Archive for May, 2012
Hyper-v 3 could be released somewhere around Q3 and some of VMware’s enthusiast already started with their own prediction on the future release of vSphere. You can read one of the interesting post regarding this prediction here at up2v and if this is true, I think we should thanks to Microsoft for playing their part in making vSphere a better product. As we know and undeniable, Fault Tolerance for VM with multiple vcpu is one of the feature that we have being waiting for so long and if Hyper-v 3 can push VMware to make it possible, I’m more than happy with it.
p/s: Am also hoping that new vCenter will able to manage Hyper-v host
Due to my another new project is coming, I did some testing this morning in order to get familiar with port binding configuration for iscsi in ESXi 5.0. Amazingly, you can do this through GUI instead #esxcli command like what we did previously on ESX 4.x. Unfortunately, I don’t have enough hardware to show Jumbo Frames configuration in this tutorial. Nevertheless, I hope you will enjoy the video.
- 1x vCenter + ESXi 5.0 VM (nested)
- 1x iscsi server (win2k3 64bit + starwind)
- 2x vSwitch (Mgmt + iscsi)
- 2x vmk for iscsi in the same vSwitch and ip range
- vmk1 = vmnic1/active and vmnic2/unused
- vmk2 = vmnic2/active and vmnic1/unused
In this SRM 5 + vReplication Part 2 tutorial, you will learn how to configure pairing between two different sites. The most challenge part is, during pairing you may receive “TCP connection port 80″ error which may results your pairing sites failed. But as long you have a correct fqdn between sites, I’m 100% guarantee that you will never have this error.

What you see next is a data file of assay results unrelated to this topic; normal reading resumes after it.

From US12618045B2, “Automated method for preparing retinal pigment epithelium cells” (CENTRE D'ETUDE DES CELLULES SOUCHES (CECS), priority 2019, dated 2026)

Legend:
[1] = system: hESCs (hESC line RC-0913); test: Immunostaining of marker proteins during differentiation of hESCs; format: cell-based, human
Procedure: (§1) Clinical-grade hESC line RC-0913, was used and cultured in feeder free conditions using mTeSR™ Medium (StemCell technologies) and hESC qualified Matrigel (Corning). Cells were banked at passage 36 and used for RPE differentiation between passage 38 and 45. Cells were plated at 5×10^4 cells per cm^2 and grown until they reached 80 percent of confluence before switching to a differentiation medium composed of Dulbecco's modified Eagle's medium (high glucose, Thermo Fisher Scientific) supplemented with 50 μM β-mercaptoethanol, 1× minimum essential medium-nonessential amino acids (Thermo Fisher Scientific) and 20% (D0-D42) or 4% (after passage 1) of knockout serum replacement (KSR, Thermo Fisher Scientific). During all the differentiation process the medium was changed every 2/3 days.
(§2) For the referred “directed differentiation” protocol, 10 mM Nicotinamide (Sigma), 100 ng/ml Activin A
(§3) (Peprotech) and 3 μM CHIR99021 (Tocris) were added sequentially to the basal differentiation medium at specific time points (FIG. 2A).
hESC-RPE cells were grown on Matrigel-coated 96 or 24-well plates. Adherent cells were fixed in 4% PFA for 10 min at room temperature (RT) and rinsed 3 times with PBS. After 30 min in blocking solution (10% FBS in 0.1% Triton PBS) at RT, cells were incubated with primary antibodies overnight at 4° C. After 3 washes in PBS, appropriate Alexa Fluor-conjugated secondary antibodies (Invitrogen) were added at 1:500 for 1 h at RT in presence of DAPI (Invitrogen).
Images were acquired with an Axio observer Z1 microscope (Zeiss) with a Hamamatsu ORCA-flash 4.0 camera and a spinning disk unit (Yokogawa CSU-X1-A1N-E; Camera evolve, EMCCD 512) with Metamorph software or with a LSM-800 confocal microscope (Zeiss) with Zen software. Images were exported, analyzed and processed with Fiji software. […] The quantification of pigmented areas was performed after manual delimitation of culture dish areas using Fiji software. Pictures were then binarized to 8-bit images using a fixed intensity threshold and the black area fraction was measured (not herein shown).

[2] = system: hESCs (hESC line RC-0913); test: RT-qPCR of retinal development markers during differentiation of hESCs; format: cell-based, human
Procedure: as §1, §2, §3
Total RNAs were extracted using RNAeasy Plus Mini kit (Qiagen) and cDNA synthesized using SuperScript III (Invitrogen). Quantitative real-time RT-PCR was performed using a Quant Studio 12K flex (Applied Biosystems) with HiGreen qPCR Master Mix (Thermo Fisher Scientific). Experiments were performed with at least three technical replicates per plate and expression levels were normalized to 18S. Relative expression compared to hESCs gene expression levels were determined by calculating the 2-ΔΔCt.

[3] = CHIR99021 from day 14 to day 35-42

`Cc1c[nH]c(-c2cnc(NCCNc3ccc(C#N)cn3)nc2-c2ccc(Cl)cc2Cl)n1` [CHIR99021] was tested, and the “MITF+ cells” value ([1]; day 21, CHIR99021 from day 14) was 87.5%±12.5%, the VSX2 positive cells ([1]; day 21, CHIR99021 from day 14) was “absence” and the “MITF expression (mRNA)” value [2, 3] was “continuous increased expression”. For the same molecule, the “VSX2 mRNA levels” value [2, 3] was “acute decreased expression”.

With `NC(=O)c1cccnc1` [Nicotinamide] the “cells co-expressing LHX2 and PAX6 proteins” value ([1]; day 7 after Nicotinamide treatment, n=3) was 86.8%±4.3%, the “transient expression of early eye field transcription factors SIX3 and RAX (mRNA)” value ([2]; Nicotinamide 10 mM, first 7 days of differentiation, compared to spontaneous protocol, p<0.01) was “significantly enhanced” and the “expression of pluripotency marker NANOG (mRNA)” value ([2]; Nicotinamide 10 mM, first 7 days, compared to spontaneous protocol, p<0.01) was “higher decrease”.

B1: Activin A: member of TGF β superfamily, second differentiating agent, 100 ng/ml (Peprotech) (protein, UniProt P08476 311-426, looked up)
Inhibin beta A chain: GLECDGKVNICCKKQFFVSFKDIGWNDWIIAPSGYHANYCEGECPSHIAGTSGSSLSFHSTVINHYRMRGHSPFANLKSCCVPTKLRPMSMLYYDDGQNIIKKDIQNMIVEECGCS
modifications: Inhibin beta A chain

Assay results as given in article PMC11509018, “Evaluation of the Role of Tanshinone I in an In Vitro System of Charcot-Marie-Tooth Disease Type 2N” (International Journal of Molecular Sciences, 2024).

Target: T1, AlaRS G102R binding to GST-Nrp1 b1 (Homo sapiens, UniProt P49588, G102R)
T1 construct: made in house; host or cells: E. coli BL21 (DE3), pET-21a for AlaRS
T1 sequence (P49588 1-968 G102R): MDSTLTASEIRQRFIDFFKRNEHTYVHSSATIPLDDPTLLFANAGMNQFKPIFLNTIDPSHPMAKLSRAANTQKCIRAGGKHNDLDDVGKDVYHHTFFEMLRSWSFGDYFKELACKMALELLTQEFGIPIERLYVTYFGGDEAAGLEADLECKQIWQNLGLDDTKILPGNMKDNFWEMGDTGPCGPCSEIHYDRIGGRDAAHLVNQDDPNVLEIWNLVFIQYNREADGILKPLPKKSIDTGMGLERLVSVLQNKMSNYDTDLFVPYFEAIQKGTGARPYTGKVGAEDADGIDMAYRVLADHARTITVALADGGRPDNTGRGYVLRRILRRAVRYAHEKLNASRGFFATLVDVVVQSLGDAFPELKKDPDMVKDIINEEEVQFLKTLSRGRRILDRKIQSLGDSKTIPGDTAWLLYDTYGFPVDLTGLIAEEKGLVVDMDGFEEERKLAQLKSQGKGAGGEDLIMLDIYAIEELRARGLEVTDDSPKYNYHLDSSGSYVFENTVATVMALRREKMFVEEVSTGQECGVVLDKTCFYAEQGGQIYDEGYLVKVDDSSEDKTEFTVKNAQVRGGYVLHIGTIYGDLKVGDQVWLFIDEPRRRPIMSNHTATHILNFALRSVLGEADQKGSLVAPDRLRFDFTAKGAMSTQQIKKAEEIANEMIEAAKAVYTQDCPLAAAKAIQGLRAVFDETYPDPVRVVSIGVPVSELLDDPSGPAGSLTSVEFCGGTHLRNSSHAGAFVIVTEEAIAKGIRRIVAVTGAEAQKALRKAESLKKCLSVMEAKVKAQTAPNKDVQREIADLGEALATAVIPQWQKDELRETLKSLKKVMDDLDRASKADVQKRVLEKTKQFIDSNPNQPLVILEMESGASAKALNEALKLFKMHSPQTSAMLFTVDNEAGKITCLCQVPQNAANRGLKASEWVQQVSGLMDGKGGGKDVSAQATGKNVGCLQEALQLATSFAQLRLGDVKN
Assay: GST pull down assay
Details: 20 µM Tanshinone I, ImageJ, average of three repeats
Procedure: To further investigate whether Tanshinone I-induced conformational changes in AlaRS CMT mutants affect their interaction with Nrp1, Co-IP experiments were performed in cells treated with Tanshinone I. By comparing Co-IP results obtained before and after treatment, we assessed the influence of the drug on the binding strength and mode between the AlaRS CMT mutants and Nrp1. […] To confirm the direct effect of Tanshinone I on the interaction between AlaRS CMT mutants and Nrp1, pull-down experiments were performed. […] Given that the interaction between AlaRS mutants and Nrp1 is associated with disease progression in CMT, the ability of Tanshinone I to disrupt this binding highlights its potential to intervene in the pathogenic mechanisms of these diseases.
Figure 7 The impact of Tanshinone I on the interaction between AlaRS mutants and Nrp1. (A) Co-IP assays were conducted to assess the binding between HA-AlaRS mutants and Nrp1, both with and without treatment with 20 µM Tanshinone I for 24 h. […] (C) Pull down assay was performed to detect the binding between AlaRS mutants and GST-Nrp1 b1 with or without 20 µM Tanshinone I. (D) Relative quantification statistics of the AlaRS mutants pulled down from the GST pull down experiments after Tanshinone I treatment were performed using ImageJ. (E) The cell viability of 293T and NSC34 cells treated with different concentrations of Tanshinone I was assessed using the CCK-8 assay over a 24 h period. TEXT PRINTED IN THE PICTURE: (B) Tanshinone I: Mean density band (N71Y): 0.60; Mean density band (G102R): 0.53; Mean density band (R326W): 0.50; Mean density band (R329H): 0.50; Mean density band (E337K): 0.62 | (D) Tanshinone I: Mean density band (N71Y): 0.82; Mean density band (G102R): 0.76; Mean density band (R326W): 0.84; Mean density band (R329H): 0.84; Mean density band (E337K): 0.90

Some of you may have disconnection issue for your SRM with error message “command takes too long to respond”. To solve this, make sure your windows services called “workstation” is up and running.
In this tutorial I will show you the basic installation and configuration of SRM 5 + vReplication. This test lab actually was designed for my next project assignment and because this is going to be my first project for vReplication, apologies if some of the video contents are bit confusing. Trust me, the installation is pretty straight forward and some minor issue that you will face during installation can be avoided too. The most important thing that you may have to give more concentration is the design. A meticulous design actually can prevent you from missing any important information required during implementation stage and that’s why during this lab, I had recorded all parameters required for the configuration.
Requirement for this part 1 (SRM installation) tutorial as follow (Both sites):
- SRM VM (Win2k3 64bit, 2x vcpu, 2GB memory)
- SRM Database (in this case, I chose remote SQL)
- 32bit System DSN for SRM
- vCenter 5.0 U1 (same VM as for SRM)
- fqdn for vCenter
SRM 5 + vReplication Part1
Last week we had to spent more than 3 hours to troubleshoot a “purple screen” issue during ESXi 5.0 U1 installation onto IBM x3650 M2. The installer can be booted successfully but once it reached the stage where we need to press “[Enter]” to proceed with the installation, the display suddenly turned to purple color without any warning or what so ever. This is not a known PSOD which normally happen due to some hardware related issue. It was just something different. Sigh!
Somehow, I’ve found a related post in VMware’s community and one of the forumer had suggested to change the on-board display setting in server’s bios. Why? It is because the display mode for ESXi 5.0 has been changed to 80*40. Without delay we arranged another around of testing on one of the server with our customer. You know what, as per my colleague (Fahmi), there wasn’t any on-board display setting in the bios, but he did noticed that a legacy display has been enabled instead. So once he force to disabled it, boot the installer again and finally the installation now can be proceeded successfully.